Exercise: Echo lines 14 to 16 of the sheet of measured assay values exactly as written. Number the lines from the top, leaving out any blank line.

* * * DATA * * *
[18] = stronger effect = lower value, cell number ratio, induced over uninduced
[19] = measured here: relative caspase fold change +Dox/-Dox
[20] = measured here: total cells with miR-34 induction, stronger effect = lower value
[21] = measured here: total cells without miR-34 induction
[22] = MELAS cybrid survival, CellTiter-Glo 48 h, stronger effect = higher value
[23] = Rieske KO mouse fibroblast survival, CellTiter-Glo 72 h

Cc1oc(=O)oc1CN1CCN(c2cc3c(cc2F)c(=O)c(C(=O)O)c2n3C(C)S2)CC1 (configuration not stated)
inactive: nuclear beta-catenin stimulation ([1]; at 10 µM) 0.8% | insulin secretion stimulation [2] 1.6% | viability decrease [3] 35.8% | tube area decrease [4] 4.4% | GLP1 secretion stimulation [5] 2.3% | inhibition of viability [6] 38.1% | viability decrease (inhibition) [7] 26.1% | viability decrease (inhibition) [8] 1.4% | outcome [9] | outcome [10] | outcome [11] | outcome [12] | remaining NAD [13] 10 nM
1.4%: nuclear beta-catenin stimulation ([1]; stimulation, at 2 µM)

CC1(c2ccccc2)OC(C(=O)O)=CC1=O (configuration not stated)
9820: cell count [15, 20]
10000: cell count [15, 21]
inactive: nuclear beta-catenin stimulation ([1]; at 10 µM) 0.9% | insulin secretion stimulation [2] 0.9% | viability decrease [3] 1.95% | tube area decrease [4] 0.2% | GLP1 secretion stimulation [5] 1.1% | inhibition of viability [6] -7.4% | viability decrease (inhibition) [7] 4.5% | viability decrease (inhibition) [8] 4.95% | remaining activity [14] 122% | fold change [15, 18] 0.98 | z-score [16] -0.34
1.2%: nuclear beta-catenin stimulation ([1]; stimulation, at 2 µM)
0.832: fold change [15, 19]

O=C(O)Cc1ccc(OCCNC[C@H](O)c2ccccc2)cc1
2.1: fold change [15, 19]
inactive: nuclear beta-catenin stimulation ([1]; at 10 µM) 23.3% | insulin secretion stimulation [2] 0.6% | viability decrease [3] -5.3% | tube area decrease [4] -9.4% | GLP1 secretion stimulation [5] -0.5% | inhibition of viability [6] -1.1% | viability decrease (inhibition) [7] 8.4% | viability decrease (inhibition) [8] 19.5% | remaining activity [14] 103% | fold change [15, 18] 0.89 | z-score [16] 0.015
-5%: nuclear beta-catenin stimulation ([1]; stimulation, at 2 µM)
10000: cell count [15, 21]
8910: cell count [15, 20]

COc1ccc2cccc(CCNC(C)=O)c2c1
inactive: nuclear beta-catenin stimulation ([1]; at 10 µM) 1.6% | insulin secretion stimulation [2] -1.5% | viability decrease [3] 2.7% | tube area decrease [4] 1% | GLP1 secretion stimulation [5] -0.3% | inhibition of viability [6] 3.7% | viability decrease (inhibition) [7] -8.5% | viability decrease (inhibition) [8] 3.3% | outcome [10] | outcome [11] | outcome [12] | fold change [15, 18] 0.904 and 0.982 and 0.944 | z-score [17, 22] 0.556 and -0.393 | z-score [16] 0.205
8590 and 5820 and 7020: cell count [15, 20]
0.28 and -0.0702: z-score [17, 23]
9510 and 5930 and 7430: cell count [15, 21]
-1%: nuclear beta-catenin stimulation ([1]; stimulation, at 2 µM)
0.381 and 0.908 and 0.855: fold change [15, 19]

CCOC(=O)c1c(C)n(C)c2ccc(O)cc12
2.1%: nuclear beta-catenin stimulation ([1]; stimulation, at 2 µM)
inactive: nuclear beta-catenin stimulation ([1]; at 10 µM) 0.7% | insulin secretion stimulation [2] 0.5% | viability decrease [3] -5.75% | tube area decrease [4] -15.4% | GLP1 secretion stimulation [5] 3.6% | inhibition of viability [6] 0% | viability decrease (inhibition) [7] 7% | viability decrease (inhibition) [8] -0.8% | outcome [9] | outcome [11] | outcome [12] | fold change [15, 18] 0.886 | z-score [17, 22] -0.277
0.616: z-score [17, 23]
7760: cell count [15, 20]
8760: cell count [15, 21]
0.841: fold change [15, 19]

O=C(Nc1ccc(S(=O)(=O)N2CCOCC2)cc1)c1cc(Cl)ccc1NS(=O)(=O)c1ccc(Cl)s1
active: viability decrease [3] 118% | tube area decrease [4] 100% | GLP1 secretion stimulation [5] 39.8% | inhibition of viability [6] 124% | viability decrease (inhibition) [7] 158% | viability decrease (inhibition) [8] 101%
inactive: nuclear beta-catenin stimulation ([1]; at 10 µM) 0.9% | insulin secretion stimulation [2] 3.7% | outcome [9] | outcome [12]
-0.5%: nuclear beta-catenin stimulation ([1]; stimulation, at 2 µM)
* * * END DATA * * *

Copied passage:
1.2%: nuclear beta-catenin stimulation ([1]; stimulation, at 2 µM)
0.832: fold change [15, 19]

O=C(O)Cc1ccc(OCCNC[C@H](O)c2ccccc2)cc1